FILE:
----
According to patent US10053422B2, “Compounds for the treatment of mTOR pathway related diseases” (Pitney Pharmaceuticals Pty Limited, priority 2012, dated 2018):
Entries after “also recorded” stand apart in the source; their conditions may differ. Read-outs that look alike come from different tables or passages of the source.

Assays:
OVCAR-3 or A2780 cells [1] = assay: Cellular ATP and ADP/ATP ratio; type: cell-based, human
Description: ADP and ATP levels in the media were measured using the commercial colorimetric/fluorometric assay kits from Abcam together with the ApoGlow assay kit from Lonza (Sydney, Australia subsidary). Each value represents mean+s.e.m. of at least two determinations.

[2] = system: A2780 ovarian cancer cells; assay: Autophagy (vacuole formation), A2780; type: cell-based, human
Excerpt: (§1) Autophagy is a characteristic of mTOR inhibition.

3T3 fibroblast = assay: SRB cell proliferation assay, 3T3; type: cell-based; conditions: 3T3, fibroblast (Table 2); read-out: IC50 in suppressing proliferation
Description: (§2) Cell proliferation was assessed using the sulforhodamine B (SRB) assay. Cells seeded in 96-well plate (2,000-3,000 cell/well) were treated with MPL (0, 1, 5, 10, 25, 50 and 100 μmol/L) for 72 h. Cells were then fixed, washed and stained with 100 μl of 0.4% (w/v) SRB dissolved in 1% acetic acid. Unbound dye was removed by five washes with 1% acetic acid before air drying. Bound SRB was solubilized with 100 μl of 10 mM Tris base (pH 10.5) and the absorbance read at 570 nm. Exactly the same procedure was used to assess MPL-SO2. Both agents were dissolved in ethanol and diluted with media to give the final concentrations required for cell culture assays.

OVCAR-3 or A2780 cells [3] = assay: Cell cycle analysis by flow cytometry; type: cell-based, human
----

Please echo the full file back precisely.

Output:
According to patent US10053422B2, “Compounds for the treatment of mTOR pathway related diseases” (Pitney Pharmaceuticals Pty Limited, priority 2012, dated 2018):
Entries after “also recorded” stand apart in the source; their conditions may differ. Read-outs that look alike come from different tables or passages of the source.

Assays:
OVCAR-3 or A2780 cells [1] = assay: Cellular ATP and ADP/ATP ratio; type: cell-based, human
Description: ADP and ATP levels in the media were measured using the commercial colorimetric/fluorometric assay kits from Abcam together with the ApoGlow assay kit from Lonza (Sydney, Australia subsidary). Each value represents mean+s.e.m. of at least two determinations.

[2] = system: A2780 ovarian cancer cells; assay: Autophagy (vacuole formation), A2780; type: cell-based, human
Excerpt: (§1) Autophagy is a characteristic of mTOR inhibition.

3T3 fibroblast = assay: SRB cell proliferation assay, 3T3; type: cell-based; conditions: 3T3, fibroblast (Table 2); read-out: IC50 in suppressing proliferation
Description: (§2) Cell proliferation was assessed using the sulforhodamine B (SRB) assay. Cells seeded in 96-well plate (2,000-3,000 cell/well) were treated with MPL (0, 1, 5, 10, 25, 50 and 100 μmol/L) for 72 h. Cells were then fixed, washed and stained with 100 μl of 0.4% (w/v) SRB dissolved in 1% acetic acid. Unbound dye was removed by five washes with 1% acetic acid before air drying. Bound SRB was solubilized with 100 μl of 10 mM Tris base (pH 10.5) and the absorbance read at 570 nm. Exactly the same procedure was used to assess MPL-SO2. Both agents were dissolved in ethanol and diluted with media to give the final concentrations required for cell culture assays.

OVCAR-3 or A2780 cells [3] = assay: Cell cycle analysis by flow cytometry; type: cell-based, human